24. Araszkiewicz A, Bandurska-Stankiewicz E, Budzyński A, et al. 2020 Guidelines on the management of diabetic patients. A position of Diabetes Poland. Clinical Diabetology 2020; 9: 1–101.
25. Pociot F. Capturing residual beta cell function in type 1 diabetes. Diabetologia 2019; 62: 28–32. doi: 10.1007/s00125-018-4768-y.
26. Zhong T, Tang R, Gong S, et al. The remission phase in type 1 diabetes: Changing epidemiology, definitions, and emerging immuno-metabolic mechanisms. Diabetes Metab Res Rev 2020; 36: e3207. doi: 10.1002/dmrr.3207.
27. Bonfanti R, Bognetti E, Meschi F, et al. Residual beta-cell function and spontaneous clinical remission in type 1 diabetes mellitus: the role of puberty. Acta Diabetol 1998; 35: 91–95. doi: 10.1007/s005920050110.
28. Neylon OM, White M, MA OC, et al. Insulin-dose-adjusted HbA1c-defined partial remission phase in a paediatric population – when is the honeymoon over? Diabet Med 2013; 30: 627–628. doi: 10.1111/dme.12097.
29. Pozzilli P, Manfrini S, Buzzetti R, et al. Glucose evaluation trial for remission (GETREM) in type 1 diabetes: a European multicentre study. Diabetes Res Clin Pract 2005; 68: 258–264. doi: 10.1016/j.diabres.2004.10.001.
30. Moole H, Moole V, Mamidipalli A, et al. Spontaneous complete remission of type 1 diabetes mellitus in an adult – review and case report. J Community Hosp Intern Med Perspect 2015; 5: 28709. doi: 10.3402/jchimp.v5.28709.
31. Marino KR, Lundberg RL, Jasrotia A, et al. A predictive model for lack of partial clinical remission in new-onset pediatric type 1 diabetes. PLoS One 2017; 12: e0176860. doi: 10.1371/journal.pone.0176860.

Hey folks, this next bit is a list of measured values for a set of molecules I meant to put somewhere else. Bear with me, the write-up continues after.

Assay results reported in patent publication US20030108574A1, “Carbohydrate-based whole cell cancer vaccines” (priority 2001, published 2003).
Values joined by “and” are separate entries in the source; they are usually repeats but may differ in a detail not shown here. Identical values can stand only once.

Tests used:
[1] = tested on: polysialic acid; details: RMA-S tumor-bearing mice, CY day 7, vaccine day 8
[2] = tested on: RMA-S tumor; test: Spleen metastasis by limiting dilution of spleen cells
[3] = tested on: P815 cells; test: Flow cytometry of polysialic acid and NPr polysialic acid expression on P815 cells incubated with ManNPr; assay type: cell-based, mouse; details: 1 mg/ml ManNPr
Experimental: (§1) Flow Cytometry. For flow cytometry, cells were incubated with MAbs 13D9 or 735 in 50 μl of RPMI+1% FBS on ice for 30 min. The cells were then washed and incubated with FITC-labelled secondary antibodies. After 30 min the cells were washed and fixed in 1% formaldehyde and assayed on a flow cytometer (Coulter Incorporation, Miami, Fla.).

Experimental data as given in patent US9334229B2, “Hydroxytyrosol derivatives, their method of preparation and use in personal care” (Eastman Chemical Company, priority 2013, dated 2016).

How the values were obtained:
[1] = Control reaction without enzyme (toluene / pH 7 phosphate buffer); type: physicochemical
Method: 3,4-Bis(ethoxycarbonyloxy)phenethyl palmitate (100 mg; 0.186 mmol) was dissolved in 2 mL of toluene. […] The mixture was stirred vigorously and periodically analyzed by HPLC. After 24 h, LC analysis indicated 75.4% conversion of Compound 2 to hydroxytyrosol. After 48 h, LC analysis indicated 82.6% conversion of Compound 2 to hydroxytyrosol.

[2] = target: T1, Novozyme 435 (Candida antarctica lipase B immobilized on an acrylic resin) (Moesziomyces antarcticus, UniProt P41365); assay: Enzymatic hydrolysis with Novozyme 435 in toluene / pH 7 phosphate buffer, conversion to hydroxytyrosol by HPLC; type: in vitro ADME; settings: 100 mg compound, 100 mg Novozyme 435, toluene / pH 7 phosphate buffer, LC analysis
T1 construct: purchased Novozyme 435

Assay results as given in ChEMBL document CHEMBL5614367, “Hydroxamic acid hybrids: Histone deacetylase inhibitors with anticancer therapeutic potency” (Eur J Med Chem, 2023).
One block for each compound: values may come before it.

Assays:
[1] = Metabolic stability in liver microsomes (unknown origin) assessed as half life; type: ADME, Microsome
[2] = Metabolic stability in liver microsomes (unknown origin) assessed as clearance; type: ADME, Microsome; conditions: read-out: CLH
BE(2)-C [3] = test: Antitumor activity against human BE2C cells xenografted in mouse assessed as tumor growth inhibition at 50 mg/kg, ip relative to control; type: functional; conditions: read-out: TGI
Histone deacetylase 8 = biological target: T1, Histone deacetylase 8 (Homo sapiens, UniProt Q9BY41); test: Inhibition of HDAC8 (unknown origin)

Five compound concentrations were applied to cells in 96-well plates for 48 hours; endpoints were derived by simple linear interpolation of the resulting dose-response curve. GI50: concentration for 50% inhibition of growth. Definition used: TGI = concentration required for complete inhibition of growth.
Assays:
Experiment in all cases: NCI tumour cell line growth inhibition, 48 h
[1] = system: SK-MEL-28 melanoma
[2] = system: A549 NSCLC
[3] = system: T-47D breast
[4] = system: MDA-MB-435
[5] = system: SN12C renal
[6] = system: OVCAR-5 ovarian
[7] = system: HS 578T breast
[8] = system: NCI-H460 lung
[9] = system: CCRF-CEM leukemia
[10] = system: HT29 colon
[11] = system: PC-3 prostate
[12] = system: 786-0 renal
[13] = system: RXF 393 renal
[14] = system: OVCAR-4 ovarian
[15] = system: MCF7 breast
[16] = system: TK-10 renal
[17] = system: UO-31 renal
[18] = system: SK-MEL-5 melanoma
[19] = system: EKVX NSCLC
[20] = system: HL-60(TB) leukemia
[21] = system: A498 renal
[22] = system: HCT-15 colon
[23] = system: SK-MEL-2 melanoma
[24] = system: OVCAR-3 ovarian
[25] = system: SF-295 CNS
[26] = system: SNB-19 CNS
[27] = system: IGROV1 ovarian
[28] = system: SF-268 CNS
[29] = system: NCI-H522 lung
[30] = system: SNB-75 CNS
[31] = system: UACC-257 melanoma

32. Kara O, Esen I, Tepe D. Factors influencing frequency and duration of remission in children and adolescents newly diagnosed with type 1 diabetes. Med Sci Monit 2018; 24: 5996–6001. doi: 10.12659/MSM.908450.
33. Szypowska A, Groele L, Wysocka-Mincewicz M, et al. Factors associated with preservation of C-peptide levels at the diagnosis of type 1 diabetes. J Diabetes Complications 2018; 32: 570–574. doi: 10.1016/j.jdiacomp.2018.03.009.
34. Barker A, Lauria A, Schloot N, et al. Age-dependent decline of beta-cell function in type 1 diabetes after diagnosis: a multi-centre longitudinal study. Diabetes Obes Metab 2014; 16: 262–267. doi: 10.1111/dom.12216.
35. Pyziak A, Zmyslowska A, Bobeff K, et al. Markers influencing the presence of partial clinical remission in patients with newly diagnosed type 1 diabetes. J Pediatr Endocrinol Metab 2017; 30: 1147–1153. doi: 10.1515/jpem-2017-0100.
36. Chobot A, Stompor J, Szyda K, et al. Remission phase in children diagnosed with type 1 diabetes in years 2012 to 2013 in Silesia, Poland: An observational study. Pediatr Diabetes 2019; 20: 286–292. doi: 10.1111/pedi.12824.
37. Kordonouri O, Hartmann R, Pankowska E, et al. Sensor augmented pump therapy from onset of type 1 diabetes: late follow-up results of the Pediatric Onset Study. Pediatr Diabetes 2012; 13: 515–518. doi: 10.1111/j.1399-5448.2012.00863.x.
38. Kordonouri O, Pankowska E, Rami B, et al. Sensor-augmented pump therapy from the diagnosis of childhood type 1 diabetes: results of the Paediatric Onset Study (ONSET) after 12 months of treatment. Diabetologia 2010; 53: 2487–2495. doi: 10.1007/s00125-010-1878-6.
39. Steck AK, Larsson HE, Liu X, et al. Residual beta-cell function in diabetes children followed and diagnosed in the TEDDY study compared to community controls. Pediatr Diabetes 2017; 18: 794–802. doi: 10.1111/pedi.12485.
40. Ludvigsson J, Carlsson A, Deli A, et al. Decline of C-peptide during the first year after diagnosis of Type 1 diabetes in children and adolescents. Diabetes Res Clin Pract 2013; 100: 203–209. doi: 10.1016/j.diabres.2013.03.003.
41. Uno S, Imagawa A, Kozawa J, et al. Complete loss of insulin secretion capacity in type 1A diabetes patients during long-term follow up. J Diabetes Investig 2018; 9: 806–812. doi: 10.1111/jdi.12763.
42. Effect of intensive therapy on residual beta-cell function in patients with type 1 diabetes in the diabetes control and complications trial. A randomized, controlled trial. The Diabetes Control and Complications Trial Research Group. Ann Intern Med 1998; 128: 517–523. doi: 10.7326/0003-4819-128-7-199804010-00001.